3 methods of assisted fertilisation

Assisted fertilisation or ART (assisted reproductive technology) used to be known as artificial insemination. We prefer the notion that we assist with fertilisation, so this is the term we normally use. More information on the methods used in assisted fertilisation is provided here.

IUI – intrauterine insemination

IUI is the simplest form of assisted fertilisation and is therefore the first method we try when couples fail to achieve pregnancy naturally. Insemination is also the natural choice for single women or lesbian couples.

IUI or insemination is comparable with a gynaecological examination. At Vitanova, nurses or midwives perform the insemination procedure. The midwife passes a very thin catheter up into the cervix through the vagina. This catheter is connected to a syringe containing the purified semen. The midwife injects the sperm cells into the uterus, and from there they make their own way to the egg. Insemination is possible using either the partner’s sperm or donor sperm. Find out more about donor sperm.

IUI can be performed as part of a natural cycle or in a cycle in which the woman undergoes mild hormonal stimulation, ensuring that an egg develops. For IUI, the chance of pregnancy is somewhat lower than with IVF. We therefore recommend proceeding with IVF after three or four attempts with IUI.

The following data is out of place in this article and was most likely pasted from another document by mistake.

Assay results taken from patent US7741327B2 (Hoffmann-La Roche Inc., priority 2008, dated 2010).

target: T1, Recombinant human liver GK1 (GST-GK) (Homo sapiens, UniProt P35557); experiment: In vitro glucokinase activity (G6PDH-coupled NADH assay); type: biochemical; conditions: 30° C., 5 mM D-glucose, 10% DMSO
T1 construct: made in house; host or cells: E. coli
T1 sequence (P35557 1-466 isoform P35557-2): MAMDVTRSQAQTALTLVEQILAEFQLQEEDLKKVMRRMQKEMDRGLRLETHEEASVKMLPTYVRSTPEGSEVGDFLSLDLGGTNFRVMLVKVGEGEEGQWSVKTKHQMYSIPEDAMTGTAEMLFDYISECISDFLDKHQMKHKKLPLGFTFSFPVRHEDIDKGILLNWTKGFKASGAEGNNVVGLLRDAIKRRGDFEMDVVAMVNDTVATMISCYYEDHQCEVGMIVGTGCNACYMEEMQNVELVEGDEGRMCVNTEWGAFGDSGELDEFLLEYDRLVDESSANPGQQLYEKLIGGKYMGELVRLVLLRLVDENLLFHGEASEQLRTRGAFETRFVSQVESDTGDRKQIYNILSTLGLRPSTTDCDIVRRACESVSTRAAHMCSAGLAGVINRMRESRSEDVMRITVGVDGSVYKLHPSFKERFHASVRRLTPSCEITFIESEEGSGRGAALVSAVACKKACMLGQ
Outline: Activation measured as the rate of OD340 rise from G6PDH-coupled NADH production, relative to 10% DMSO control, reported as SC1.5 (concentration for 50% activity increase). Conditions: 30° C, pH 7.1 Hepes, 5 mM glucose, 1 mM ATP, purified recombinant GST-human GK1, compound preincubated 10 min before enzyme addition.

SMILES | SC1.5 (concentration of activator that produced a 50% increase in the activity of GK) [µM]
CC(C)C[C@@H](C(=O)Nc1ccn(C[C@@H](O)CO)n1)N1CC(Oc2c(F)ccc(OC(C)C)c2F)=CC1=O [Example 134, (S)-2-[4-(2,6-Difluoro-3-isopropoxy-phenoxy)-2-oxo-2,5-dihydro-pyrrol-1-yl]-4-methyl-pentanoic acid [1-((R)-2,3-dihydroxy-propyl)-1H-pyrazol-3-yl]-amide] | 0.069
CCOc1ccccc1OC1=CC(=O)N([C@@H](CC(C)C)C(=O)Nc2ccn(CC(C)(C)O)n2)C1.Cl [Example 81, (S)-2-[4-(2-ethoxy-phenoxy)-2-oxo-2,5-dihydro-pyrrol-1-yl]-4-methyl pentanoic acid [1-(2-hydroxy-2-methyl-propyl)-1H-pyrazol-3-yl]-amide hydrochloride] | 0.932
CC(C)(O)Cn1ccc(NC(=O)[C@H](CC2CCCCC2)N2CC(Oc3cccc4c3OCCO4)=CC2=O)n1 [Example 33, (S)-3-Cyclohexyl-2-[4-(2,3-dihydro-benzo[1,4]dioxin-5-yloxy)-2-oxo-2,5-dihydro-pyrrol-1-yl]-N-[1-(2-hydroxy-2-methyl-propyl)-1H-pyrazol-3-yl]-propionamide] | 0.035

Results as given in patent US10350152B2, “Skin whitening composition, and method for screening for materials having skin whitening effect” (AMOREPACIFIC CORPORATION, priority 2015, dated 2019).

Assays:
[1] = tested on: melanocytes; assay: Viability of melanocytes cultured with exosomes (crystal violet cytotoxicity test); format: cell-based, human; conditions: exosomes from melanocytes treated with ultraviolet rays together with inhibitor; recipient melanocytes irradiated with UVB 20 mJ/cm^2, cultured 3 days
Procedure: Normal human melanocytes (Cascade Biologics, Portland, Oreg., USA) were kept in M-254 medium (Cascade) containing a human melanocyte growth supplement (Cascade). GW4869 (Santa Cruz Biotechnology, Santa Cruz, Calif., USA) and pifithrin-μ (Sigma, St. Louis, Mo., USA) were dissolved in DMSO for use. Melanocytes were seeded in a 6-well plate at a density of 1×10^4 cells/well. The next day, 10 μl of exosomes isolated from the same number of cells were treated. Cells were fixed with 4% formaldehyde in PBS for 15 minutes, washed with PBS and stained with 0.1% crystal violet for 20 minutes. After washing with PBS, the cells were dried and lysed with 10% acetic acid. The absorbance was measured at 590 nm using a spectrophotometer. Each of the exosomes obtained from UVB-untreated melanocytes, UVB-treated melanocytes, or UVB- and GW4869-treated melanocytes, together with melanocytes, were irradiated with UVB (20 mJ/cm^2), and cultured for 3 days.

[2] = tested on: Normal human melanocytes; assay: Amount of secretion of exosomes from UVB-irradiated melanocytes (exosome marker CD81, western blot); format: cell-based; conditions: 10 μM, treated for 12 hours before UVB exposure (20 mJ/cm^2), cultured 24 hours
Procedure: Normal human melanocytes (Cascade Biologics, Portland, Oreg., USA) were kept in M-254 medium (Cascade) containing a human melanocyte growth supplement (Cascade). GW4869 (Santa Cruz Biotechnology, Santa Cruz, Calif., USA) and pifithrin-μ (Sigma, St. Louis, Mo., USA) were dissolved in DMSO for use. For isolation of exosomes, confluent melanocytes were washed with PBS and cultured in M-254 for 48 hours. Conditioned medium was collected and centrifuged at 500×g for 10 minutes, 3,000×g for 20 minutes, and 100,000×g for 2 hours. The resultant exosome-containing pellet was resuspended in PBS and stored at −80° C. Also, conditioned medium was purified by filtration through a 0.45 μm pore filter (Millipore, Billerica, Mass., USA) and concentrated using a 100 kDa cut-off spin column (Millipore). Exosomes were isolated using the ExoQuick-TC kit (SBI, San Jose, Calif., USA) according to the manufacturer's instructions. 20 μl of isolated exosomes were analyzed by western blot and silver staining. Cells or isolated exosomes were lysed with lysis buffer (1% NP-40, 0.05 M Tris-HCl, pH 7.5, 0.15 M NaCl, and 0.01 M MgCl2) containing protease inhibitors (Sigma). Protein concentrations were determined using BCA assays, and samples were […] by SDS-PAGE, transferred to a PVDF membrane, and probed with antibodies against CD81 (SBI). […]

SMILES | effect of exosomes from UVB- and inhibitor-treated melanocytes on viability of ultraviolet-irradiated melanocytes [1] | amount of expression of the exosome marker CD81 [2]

IVF – in vitro fertilisation

Like insemination, IVF treatment – often known as in vitro fertilisation – is a form of assisted fertilisation. With IVF, eggs are removed from the ovaries and fertilised in a laboratory using either the partner’s sperm or donor sperm. The fertilised eggs – the embryos – are then returned to the woman’s uterus.

IVF with mild stimulation

IVF can be performed in various ways. The most widely known method involves hormonal stimulation in the woman, resulting in a larger than normal number of eggs. This hormonal stimulation involves injections being administered on certain days of the cycle. At Vitanova, we almost always use this method, which is known as mild IVF or brief stimulation. With mild IVF, hormonal stimulation takes place during the woman’s natural cycle. This method involves fewer hormones than with conventional, long stimulation IVF. The woman experiences fewer psychological effects from the hormones compared with the effects of conventional, long stimulation.

Natural cycle IVF without stimulation

Another method involves performing IVF in a natural cycle without hormonal stimulation. In this case only one or two eggs develop; the usual number. This method can be used by women who have very few eggs in their ovaries and where we do not want her to develop more than one or two eggs at a time.

Natural cycle IVF with very mild stimulation – modified natural cycle IVF

The third option is to give the woman very mild hormonal stimulation as known from IUI. This is known as modified natural cycle IVF. The woman develops one or two embryos. This method can also be used in women with low egg reserves.


The final type of IVF treatment is known as ICSI, intracytoplasmic sperm injection, or microinsemination. The sperm cells find their own way to the egg with normal fertilisation or fertilisation in a laboratory. However, if the man is producing very low-quality sperm containing only a few sperm cells, we can help the sperm cell to enter the egg by using ICSI. ICSI is performed under a microscope. The embryologist selects a sperm cell with a normal appearance and inserts it into the egg using a very thin glass pipette.

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